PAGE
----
Ralph Hotere

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Following his graduation in 1953, Hotere worked in the Auckland and Northland region as a schools art advisor for the Education Department. In 1961 he was awarded a New Zealand Art Societies Fellowship and took up study at the Central School of Art in London under prominent colour field painter William Turnbull. This was quickly followed in 1962 by the receipt of the Karolyi International Fellowship for study in Vence, France. Between 1963 and 1964 Hotere travelled and painted around Europe, during which time he visited the Sangro River war cemetery in Italy where his brother and fellow service men from the WWII Maori Battalion were buried, a pilgrimage that resulted in his Sangro Series of 1962-64. Europe in the early 1960's was plagued with political upheaval and Hotere's experience of life in this part of the world and his concern with the events of the time fomented a voice in his work that continued throughout his career.

Around 1972, Hotere began to focus on expressive elements to his work that commentator Warwick Brown has noted 'move[d] his work from pure abstraction towards the sort of semi-abstract narrative that Colin McCahon was then using.'1 These expressive elements encouraged and reinforced Hotere's artistic 'voice' and Hotere began to develop works in relation to political and social issues important to him, including the Aramoana series protesting against the proposed aluminium smelter in Port Chalmers the Black Union Jack series, relating to the controversial tour of New Zealand by the South African rugby team in 1981 and the Black Rainbow series, in reaction to the 1985 sinking of the Greenpeace ship, the Rainbow Warrior.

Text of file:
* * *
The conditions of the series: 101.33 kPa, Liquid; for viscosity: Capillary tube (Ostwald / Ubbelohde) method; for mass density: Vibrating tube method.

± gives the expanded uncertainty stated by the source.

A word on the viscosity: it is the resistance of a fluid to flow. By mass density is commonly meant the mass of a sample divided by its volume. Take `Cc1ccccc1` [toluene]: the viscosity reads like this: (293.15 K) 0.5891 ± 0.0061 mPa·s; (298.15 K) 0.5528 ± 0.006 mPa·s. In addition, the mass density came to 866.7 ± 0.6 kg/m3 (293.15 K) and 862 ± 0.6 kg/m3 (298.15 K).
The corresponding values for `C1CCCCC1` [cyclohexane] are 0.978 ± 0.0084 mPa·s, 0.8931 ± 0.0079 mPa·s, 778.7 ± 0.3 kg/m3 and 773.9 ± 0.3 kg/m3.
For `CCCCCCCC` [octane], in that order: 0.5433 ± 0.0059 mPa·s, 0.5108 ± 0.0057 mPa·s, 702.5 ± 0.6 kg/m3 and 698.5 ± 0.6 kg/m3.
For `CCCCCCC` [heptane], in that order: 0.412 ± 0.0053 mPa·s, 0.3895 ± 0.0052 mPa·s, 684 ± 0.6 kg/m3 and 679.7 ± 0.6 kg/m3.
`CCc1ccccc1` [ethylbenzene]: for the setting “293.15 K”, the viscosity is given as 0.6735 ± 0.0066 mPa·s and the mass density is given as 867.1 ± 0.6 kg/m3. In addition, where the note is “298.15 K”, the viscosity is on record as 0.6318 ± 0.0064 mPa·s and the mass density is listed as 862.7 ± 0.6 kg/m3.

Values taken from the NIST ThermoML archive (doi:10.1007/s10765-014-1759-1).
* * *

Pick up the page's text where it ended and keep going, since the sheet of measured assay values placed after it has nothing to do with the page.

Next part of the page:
Hotere utilised text in his painting and lithography from an early stage and his relationship with the New Zealand literary world remained constant throughout his career, evidenced by his publishing four drawings in literary journal Landfall 78 and accepting the task of designing the cover for Landfall 84. Moreover, the use of words as imagery in his work and his affinity for text, language and 'voice' in art saw him fall naturally into collaborations with many notable NZ artists and poets including Bill Culbert, John Reynolds, Bill Manhire and Hone Tuwhare. Many of his series, such as Pine (based on the words of Hone Tuwhare's poem of the same name), celebrate his friendships with well-known New Zealand writers and document both artistic and personal dialogue between the two disciplines of poetry and painting and their exponents.

In 1994 Hotere received an Honorary Doctorate from the University of Otago and in 2006 was awarded the Te Taumata Award by Te Waka Toi recognising outstanding leadership and service to Maori arts. He is now recognised as one of New Zealand's most significant living artists and his works have become increasingly sought after by both national and international collectors.

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